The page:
A 'production environment' refers to a setting where your organization's services are finally made available to your intended clients. Typically, the transition to a production environment does not occur until your code is ready and deemed stable to avoid unwanted and unexpected behavior.
As with most applications, high availability and scalability is desired in production instances of Martini. There are plenty of setup implementations that can help you achieve these properties, like the three tier network design featuring high availability. In this document however, we'll be discussing an alternative three-tier network architecture on AWS, illustrated below, that could work for organizations looking for a slightly easier and more budget-friendly approach.
The purpose of going over an actual implementation is to help you get an overview of the resources often required in a production environment so you could further understand, and hopefully conceptualize the production environment you would want for your very own Martini instance.
You may substitute, scale, or change the recommended concepts and ideas as you see fit.
A three-tier network architecture is suitable for production as this design makes it possible to modularize components; hence making it easy to replace or update parts without compromising the entire system.
AWS, for its popularity, hefty community support, and reasonable options for scalability, has been chosen as the cloud provider for this implementation.
In our setup, the infrastructure will be hosted in a specific AWS Region and contained in a virtual private cloud (VPC). A VPC is an isolated section in AWS where you can define resources and configurations for your network. The architecture will be divided into two Availability Zones (AZ): Availability Zone B and Availability Zone C. In each of this AZs are three tiers; namely, the web tier, application tier, and the database tier. When configured correctly, this setup will ensure reliability, availability, scalability, and security.
|Tier||Name||Number of Resources||AWS Service and Instance Type||Purpose|
|Tier 1||Web Tier||2||EC2, t2.medium||This tier is where web servers are located. Instances in this tier are in charge of distributing traffic using NGINX, which acts as a load-balancer and a reverse proxy. It also serves as the first line of defense or a demilitarized zone (DMZ) in the network.|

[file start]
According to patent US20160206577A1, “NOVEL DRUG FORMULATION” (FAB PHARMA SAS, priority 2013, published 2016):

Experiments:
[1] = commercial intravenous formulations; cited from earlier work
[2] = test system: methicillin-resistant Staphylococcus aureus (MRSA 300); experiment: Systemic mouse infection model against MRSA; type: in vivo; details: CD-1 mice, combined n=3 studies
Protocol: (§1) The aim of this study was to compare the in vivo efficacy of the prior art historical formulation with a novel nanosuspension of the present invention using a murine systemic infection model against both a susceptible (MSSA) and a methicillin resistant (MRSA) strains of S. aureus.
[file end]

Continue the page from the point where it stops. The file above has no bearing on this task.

|Tier 2||Application Tier||2||EC2, m4.xlarge||This is the layer where the applications are deployed. In our production configuration scenario, there are two application servers for Martini. In addition to these, however, other additional application servers such as a standalone Solr server may be configured.|
|Tier 3||Database Tier||2||RDS, r4.large||This is the tier that includes the database servers. It includes a master (writer) and a slave (reader) database. This relationship ensures that in the case that the master goes down, the slave will automatically be promoted as the main database server.|
The first tier includes two instances for NGINX, featuring redundancy and fail-over capabilities. NGINX will serve as a reverse proxy and a load-balancer for Martini.
It will be used to proxy requests from the client to the application servers. This adds layer of security as it prevents users from directly accessing the actual application servers.
How do I run Martini with NGINX?
Check out this step-by-step guide on how to configure a Martini instance to work with NGINX and TLS.
The second tier includes two application servers which both run Martini. This tier was configured this way for the same reasons as the resources on Tier 1 – redundancy and fail-over capabilities.
For production environments, it is recommended to use a standalone Solr or SolrCloud instance. Having an independent instance is particularly useful when you have multiple Martini instances connected to a single instance of Solr.
The third tier includes the database instances that your Martini instances will connect to. This tier is composed of two AWS RDS instances that have a master-slave relationship, which also feature fail-over capabilities.
A network file share (NFS) will be required in this setup so that application configuration files and Martini packages can be shared. In this example, we'll be using the AWS Elastic File System (EFS) service. There will be a common data source or mount for the servers to refer to. During an unexpected downtime in any of servers, the backup server which will be taking over seamlessly – still having access to the same files used by clients, users, and applications.